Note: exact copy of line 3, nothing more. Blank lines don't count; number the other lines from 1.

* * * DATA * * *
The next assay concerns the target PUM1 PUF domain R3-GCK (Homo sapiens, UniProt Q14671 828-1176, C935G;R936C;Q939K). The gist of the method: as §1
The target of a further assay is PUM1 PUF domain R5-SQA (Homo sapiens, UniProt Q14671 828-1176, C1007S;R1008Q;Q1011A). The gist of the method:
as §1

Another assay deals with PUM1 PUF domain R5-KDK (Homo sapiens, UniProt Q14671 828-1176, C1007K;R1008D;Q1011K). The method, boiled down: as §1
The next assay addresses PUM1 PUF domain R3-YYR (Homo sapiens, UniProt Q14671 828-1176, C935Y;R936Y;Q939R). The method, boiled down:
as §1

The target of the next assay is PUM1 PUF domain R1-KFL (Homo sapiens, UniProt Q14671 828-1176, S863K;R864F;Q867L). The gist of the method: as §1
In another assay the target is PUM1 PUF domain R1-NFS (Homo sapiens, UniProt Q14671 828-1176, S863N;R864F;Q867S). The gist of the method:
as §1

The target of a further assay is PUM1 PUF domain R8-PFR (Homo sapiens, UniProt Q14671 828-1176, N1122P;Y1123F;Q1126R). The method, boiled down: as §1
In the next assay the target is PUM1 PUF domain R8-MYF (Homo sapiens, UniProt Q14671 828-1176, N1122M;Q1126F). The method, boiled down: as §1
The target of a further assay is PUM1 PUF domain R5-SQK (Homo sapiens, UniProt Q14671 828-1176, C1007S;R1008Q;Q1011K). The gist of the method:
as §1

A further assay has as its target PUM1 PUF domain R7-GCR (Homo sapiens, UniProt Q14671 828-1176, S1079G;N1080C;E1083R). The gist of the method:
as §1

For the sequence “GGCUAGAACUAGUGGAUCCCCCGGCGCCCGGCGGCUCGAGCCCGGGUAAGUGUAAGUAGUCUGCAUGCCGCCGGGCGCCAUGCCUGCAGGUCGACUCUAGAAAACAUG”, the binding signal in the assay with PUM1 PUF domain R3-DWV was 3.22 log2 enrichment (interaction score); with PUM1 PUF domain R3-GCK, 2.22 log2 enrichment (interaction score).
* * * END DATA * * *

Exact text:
as §1